Most advertising for substandard accommodation is found on social media groups, according to an RTÉ Investigates programme, which aired on November 2nd.
The documentary “Nightmare to Let” focused on common problems in rental accommodation such as lack of running water, dampness, mould, plumbing and electrical issues. Although the documentary was not based on student accommodation, these are problems familiar to many DCU students.
“Some of the worst accommodation is not even registered with the authorities, and is therefore unlikely to ever be inspected,” said RTÉ Investigates reporter Barry O’Kelly, .
One student told of her experience renting a room in Whitehall in 2016.
“When I left the room I waited 4 months for my deposit however I was magically minus 75 euro… so the experience of rent has been horrible,” she said.
A first year student who shares a house with 22 other people also shared his own experiences, saying that none of his housemates are from Ireland. He said that the documentary “shows how foreigners in particular are vulnerable to the rent crisis… the scams which have arisen due to the crisis.”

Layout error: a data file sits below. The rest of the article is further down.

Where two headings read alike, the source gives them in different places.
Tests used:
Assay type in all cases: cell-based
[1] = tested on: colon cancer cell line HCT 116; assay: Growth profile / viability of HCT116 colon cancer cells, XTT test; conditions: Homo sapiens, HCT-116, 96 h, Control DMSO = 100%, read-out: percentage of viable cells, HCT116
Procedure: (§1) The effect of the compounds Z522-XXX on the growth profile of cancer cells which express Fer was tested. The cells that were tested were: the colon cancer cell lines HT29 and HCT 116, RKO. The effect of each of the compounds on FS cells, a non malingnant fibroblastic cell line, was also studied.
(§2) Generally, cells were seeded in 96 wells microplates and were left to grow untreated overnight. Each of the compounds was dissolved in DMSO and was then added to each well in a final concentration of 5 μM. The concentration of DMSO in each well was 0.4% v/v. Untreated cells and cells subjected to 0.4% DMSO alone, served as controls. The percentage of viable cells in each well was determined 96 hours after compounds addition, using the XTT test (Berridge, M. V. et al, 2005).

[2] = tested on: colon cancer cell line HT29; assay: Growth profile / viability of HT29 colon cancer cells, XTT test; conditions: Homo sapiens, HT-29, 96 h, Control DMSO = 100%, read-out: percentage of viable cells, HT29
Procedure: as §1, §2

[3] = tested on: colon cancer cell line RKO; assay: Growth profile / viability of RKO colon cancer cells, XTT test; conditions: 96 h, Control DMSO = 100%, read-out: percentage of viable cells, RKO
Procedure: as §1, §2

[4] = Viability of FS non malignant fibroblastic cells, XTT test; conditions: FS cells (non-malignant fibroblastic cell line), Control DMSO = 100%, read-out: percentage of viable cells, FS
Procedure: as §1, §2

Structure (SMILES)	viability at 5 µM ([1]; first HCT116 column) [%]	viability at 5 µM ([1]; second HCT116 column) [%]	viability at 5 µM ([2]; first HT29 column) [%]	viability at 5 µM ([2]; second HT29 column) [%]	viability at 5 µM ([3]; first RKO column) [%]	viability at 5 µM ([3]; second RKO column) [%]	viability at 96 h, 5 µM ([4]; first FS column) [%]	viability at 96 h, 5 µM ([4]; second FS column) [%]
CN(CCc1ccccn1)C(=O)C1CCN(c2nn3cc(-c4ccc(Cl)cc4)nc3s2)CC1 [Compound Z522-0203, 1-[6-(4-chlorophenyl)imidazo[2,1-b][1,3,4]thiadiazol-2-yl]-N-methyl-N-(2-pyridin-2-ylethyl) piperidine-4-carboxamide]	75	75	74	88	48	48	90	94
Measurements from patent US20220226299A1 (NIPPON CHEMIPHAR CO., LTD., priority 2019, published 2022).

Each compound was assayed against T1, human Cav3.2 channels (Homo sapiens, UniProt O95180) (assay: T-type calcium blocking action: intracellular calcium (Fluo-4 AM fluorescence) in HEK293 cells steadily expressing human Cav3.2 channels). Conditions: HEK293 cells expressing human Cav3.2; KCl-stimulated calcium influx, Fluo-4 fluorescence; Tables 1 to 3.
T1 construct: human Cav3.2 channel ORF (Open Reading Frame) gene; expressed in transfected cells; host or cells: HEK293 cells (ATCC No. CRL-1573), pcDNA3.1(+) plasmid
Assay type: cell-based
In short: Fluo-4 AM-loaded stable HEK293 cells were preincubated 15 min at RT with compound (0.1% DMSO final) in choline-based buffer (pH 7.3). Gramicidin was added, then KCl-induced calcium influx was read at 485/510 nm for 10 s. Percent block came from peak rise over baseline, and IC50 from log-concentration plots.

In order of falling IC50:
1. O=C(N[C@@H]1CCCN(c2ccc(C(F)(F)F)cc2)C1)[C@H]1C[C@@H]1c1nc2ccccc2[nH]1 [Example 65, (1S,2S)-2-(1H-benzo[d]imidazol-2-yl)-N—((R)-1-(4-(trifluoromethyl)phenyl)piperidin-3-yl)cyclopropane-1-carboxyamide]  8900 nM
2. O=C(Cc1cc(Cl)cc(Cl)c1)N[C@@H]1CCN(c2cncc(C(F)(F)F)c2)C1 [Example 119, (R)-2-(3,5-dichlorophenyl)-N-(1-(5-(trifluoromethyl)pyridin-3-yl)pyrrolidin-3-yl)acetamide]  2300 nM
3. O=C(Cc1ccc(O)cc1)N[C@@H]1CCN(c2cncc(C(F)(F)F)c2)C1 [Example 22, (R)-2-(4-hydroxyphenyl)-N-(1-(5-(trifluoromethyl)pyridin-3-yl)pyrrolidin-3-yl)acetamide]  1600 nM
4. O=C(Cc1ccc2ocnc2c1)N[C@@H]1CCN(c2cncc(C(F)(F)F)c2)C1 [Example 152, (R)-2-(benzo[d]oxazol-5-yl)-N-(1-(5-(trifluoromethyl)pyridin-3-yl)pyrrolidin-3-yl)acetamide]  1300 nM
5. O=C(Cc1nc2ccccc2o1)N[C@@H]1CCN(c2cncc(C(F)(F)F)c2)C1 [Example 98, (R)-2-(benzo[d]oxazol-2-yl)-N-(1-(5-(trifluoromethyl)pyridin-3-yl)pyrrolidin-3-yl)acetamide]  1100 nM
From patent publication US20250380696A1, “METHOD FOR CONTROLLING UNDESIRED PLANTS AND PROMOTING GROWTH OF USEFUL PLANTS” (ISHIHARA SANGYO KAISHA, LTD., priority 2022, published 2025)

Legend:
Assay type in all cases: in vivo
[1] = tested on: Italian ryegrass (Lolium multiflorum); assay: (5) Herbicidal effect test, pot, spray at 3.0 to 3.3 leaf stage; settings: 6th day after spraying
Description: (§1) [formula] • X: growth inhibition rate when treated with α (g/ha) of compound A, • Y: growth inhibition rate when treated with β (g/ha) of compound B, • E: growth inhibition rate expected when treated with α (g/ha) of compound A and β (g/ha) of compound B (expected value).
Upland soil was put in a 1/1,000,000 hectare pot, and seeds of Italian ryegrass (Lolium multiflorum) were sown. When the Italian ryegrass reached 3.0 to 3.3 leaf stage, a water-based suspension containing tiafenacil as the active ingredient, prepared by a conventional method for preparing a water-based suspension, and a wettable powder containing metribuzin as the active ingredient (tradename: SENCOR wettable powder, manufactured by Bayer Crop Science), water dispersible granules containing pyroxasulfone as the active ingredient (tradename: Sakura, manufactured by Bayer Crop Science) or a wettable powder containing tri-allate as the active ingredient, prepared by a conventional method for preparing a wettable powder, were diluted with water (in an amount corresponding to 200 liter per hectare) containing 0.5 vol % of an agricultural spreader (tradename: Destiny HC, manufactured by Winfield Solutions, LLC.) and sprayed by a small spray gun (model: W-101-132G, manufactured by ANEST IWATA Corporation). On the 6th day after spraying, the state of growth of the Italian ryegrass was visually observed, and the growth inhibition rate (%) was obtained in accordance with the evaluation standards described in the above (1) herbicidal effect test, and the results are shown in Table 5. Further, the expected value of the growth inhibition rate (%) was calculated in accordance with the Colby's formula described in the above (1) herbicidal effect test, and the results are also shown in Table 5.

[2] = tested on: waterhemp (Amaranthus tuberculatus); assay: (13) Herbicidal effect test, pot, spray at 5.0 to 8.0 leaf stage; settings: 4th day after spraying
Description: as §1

One second year student who lives in a double room house-share approximately 15 minutes walking distance from DCU feels very lucky to live in well-kept accommodation with a responsible landlord.
“The only downsides are the house being cold and sharing a bedroom”, she said.
RTE.ie revealed that only 2.4 percent of rental properties in Dublin were inspected. Many of these did not fully comply with regulations.
The article also said that Dublin City Council was informed four times of the overcrowding before a report was eventually passed to Dublin Fire Brigade.
The main issue for students is finding somewhere decent to live that is close enough to the university while also paying an average of over €400 a week in Dublin, according to a Daft.ie rental price report.
Image Credit: The Balance